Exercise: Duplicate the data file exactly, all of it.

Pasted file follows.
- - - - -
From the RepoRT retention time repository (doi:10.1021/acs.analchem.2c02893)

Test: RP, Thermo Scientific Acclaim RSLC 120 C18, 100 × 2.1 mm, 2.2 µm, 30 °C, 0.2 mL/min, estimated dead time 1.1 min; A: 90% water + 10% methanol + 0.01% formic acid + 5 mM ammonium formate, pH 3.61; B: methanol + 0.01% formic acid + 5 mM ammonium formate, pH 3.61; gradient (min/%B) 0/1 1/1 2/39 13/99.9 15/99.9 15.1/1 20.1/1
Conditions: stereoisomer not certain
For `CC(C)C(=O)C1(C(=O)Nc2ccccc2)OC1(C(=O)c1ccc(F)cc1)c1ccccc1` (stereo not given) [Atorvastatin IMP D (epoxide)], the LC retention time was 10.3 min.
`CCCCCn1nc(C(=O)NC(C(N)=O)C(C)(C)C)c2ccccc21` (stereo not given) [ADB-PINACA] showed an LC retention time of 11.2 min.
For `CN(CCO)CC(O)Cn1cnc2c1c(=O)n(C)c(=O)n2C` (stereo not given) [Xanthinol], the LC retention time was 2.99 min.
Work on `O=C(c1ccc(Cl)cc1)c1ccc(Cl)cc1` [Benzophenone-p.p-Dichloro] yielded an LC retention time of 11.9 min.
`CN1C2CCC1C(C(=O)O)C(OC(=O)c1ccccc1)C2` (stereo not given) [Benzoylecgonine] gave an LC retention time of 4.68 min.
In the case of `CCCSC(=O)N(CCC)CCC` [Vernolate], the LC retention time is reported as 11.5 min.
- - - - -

From the RepoRT retention time repository (doi:10.1021/acs.analchem.2c02893)

Test: RP, Thermo Scientific Acclaim RSLC 120 C18, 100 × 2.1 mm, 2.2 µm, 30 °C, 0.2 mL/min, estimated dead time 1.1 min; A: 90% water + 10% methanol + 0.01% formic acid + 5 mM ammonium formate, pH 3.61; B: methanol + 0.01% formic acid + 5 mM ammonium formate, pH 3.61; gradient (min/%B) 0/1 1/1 2/39 13/99.9 15/99.9 15.1/1 20.1/1
Conditions: stereoisomer not certain
For `CC(C)C(=O)C1(C(=O)Nc2ccccc2)OC1(C(=O)c1ccc(F)cc1)c1ccccc1` (stereo not given) [Atorvastatin IMP D (epoxide)], the LC retention time was 10.3 min.
`CCCCCn1nc(C(=O)NC(C(N)=O)C(C)(C)C)c2ccccc21` (stereo not given) [ADB-PINACA] showed an LC retention time of 11.2 min.
For `CN(CCO)CC(O)Cn1cnc2c1c(=O)n(C)c(=O)n2C` (stereo not given) [Xanthinol], the LC retention time was 2.99 min.
Work on `O=C(c1ccc(Cl)cc1)c1ccc(Cl)cc1` [Benzophenone-p.p-Dichloro] yielded an LC retention time of 11.9 min.
`CN1C2CCC1C(C(=O)O)C(OC(=O)c1ccccc1)C2` (stereo not given) [Benzoylecgonine] gave an LC retention time of 4.68 min.
In the case of `CCCSC(=O)N(CCC)CCC` [Vernolate], the LC retention time is reported as 11.5 min.